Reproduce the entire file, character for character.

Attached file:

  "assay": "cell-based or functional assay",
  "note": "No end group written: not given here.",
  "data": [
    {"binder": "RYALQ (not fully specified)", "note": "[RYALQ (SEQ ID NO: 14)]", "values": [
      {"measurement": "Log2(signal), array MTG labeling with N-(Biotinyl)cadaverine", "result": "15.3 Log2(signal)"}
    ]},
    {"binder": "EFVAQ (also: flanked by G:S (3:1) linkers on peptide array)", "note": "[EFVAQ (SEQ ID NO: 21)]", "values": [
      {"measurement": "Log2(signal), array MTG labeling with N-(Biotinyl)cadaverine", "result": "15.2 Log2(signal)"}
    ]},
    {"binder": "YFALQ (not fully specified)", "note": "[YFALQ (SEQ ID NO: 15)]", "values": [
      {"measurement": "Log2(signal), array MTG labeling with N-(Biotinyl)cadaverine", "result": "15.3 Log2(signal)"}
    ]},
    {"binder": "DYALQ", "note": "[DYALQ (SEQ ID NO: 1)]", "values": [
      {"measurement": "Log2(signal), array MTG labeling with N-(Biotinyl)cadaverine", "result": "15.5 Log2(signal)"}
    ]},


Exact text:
  "assay": "cell-based or functional assay",
  "note": "No end group written: not given here.",
  "data": [
    {"binder": "RYALQ (not fully specified)", "note": "[RYALQ (SEQ ID NO: 14)]", "values": [
      {"measurement": "Log2(signal), array MTG labeling with N-(Biotinyl)cadaverine", "result": "15.3 Log2(signal)"}
    ]},
    {"binder": "EFVAQ (also: flanked by G:S (3:1) linkers on peptide array)", "note": "[EFVAQ (SEQ ID NO: 21)]", "values": [
      {"measurement": "Log2(signal), array MTG labeling with N-(Biotinyl)cadaverine", "result": "15.2 Log2(signal)"}
    ]},
    {"binder": "YFALQ (not fully specified)", "note": "[YFALQ (SEQ ID NO: 15)]", "values": [
      {"measurement": "Log2(signal), array MTG labeling with N-(Biotinyl)cadaverine", "result": "15.3 Log2(signal)"}
    ]},
    {"binder": "DYALQ", "note": "[DYALQ (SEQ ID NO: 1)]", "values": [
      {"measurement": "Log2(signal), array MTG labeling with N-(Biotinyl)cadaverine", "result": "15.5 Log2(signal)"}
    ]},